With the passing of Hamao and the death of Venezuelan Salesian Cardinal Rosalio José Castillo Lara, 85 years old, on 16 October, the Sacred College after the Consistory of 24 November is composed of 201 cardinals of whom 120 electors. Of the latter exactly half (60) are European, 21 Latin American, 16 North American, 12 Asian, 9 African, 2 from Oceania. As for the single national groups, the largest remains that of Italy with 21 cardinal electors (of whom 5 from Lombardy, 4 from Piedmont and 3 from Campania); then comes that of the US (13); those of France, Germany and Spain (6 each); those of Brazil, Mexico and Poland (4 each) and those of Canada, Colombia and India (3 each).
«The new cardinals», the Pope said in announcing the Consistory, «come from various parts of the world. In their ranks the universality of the Church is well reflected...». To tell the truth, however, there was no lack of those who pointed out a certain disproportion, in some cases, between the number of Catholic faithful present in the single nations and the respective representation in the Sacred College. Particularly mentioned were, on the one hand, the cases of Italy (“as many as” 21 cardinals for 56 million Catholics), of the United States (“as many as” 13 cardinals for approximately 67 million faithful) and of Germany (“as many as” 6 cardinals for less than 26 million Catholics) and, on the other, the cases of Brazil (“only” 4 cardinals for more than 155 million faithful), Mexico (“only” 4 cardinals for more than 95 million faithful) or the Philippines (“only” 2 cardinals for more than 69 million faithful). Apart from the hangover of history, that also has its influence on the nomination of cardinals, reading the statistical data reported on this page, one may nevertheless notice that the specific weight of the above-mentioned countries within the Sacred College is less perhaps unbalanced than might at first sight appear. If in fact the number of the cardinals is compared not with the number of the faithful but with that of the bishops and, even more, with that of the priests, one sees, for example, that India (1 cardinal to 7,602 priests) or Poland (1 to 7,206) are more “disadvantaged” than Brazil (1 to 4,521 priests). Just as the difference does not turn out to be much between Spain (1 cardinal to 4,350 priests) Brazil and the Philippines (1 to 4,093). Or between the US (1 cardinal to 3,484 priests), France (1 to 3,591) and Mexico (1 to 3,767). It should, however, be said that in this special classification Italy (1 cardinal to 2,441 priests) and Germany (1 to 3,039) remain “privileged”.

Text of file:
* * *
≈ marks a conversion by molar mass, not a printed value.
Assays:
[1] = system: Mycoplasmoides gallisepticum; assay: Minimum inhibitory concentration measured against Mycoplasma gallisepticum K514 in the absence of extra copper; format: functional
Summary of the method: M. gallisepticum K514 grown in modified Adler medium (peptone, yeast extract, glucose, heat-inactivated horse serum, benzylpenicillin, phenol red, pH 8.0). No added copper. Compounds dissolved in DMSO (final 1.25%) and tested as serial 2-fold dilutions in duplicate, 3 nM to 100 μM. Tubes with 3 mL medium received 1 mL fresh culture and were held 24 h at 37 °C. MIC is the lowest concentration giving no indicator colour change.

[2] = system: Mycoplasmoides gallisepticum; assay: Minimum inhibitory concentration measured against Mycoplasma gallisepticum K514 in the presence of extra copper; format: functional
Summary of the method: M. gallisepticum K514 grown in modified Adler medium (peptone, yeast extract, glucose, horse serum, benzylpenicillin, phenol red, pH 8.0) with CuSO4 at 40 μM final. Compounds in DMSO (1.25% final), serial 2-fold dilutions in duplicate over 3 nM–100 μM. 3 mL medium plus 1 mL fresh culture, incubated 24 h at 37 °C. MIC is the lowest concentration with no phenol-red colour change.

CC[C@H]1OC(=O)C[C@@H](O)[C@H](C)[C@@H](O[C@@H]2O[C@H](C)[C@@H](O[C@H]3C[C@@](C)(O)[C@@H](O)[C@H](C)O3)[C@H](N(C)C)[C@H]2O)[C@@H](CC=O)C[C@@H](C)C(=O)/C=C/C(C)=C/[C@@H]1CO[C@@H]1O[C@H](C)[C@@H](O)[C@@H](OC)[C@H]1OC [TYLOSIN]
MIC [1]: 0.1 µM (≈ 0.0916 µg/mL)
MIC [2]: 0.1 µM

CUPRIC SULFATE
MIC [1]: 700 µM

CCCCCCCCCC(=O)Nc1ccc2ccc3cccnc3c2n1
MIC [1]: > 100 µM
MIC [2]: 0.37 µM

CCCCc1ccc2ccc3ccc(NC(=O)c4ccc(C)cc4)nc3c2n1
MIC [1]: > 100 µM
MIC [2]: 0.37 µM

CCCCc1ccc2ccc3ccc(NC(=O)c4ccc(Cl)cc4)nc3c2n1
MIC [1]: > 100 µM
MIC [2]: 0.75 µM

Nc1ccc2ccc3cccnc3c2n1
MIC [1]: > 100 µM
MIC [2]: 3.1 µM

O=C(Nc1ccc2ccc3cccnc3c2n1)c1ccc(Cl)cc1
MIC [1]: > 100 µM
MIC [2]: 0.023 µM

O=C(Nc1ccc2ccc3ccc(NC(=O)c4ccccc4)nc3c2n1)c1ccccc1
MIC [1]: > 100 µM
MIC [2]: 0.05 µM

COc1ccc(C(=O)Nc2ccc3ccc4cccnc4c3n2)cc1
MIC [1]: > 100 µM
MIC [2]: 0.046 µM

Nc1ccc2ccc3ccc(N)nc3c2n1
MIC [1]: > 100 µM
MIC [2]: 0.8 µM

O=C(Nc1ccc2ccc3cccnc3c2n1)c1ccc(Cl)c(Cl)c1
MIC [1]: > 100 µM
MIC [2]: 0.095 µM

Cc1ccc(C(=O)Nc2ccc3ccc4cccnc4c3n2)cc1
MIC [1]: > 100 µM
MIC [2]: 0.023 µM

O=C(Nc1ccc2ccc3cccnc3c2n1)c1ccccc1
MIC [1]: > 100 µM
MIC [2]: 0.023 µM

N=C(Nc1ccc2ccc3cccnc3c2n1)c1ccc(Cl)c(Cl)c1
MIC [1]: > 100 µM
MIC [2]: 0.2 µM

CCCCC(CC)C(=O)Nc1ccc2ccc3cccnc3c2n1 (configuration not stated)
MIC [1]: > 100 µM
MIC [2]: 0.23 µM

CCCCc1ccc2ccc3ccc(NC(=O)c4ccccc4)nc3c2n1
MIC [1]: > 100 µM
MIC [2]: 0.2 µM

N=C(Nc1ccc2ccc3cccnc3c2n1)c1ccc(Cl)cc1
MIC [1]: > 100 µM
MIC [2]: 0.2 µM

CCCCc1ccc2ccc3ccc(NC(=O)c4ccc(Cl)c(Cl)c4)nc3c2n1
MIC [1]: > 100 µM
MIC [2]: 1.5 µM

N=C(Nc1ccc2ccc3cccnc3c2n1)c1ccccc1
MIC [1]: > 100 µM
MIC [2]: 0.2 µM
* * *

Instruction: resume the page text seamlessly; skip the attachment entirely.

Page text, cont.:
Concluding the announcement of the new Consistory Benedict XVI said: «There would be other people, very dear to me, who for their devotion to the service of the Church would very well deserve to be elevated to the dignity of cardinal. I hope to have in future the opportunity to testify, in this way also, my esteem and my affection to them and the countries to which they belong». In fact the media pointed to the failure to grant the purple to holders of dioceses traditionally the residences of cardinals such as Baltimore, Palermo, Toronto and Warsaw (all dioceses, however, where an emeritus younger than eighty is still living). For a new Consistory, however, we shall probably have to wait for a while: two years, if not three. In 2008, in fact, only 3 cardinals will reach 80 (Friedrich Wetter, emeritus of Munich, 20 February; Giacomo Biffi, emeritus of Bologna, 13 June; Peter Seiichi Shirayanagi, emeritus of Tokyo, 17 June). In 2009 there will be 4 and 11 in 2010.





Countries with more than one cardinal elector
Italy 21
USA 13
France, Germany and Spain 6
Brazil, Mexico and Poland 4
Canada, Colombia and India 3
Argentina, the Philippines, Great Britain, Nigeria and Portugal 2

Countries with the largest Catholic Populations
Brazil 155.628
Mexico 95.525
Philippines 69.308
USA 66.893
Italy 56.383
France 46.520
Spain 40.950
Colombia 40.379
Poland 36.696
Argentina 35.408
D.R. Congo 31.199
Germany 25.997

Countries with most bishops
Italy 507
USA 438
Brazil 430
India 198
France 184
Mexico 152
Spain 132
Canada 132
Poland 131
Philippines 120
Colombia 114
Germany 105

Countries with most priests (diocesan and religious)
Italy 51.262
USA 45.292
Poland 28.826
Spain 26.103
India 22.807
France 21.551
Germany 18.239
Brazil 18.087
Mexico 15.069
Canada 8.686
Colombia 8.288
Philippines 8.187

* The data for tables is drawn from the Annuarium Statisticum Ecclesiae 2005, Lev, 2007